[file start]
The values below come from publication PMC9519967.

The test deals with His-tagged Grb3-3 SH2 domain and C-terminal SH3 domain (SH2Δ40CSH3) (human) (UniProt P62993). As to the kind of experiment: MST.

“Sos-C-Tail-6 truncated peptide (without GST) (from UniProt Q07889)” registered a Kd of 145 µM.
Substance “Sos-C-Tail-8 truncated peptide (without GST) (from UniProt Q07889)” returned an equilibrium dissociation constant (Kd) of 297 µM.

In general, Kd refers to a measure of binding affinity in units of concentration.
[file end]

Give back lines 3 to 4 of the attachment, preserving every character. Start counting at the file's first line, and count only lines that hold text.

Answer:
“Sos-C-Tail-6 truncated peptide (without GST) (from UniProt Q07889)” registered a Kd of 145 µM.
Substance “Sos-C-Tail-8 truncated peptide (without GST) (from UniProt Q07889)” returned an equilibrium dissociation constant (Kd) of 297 µM.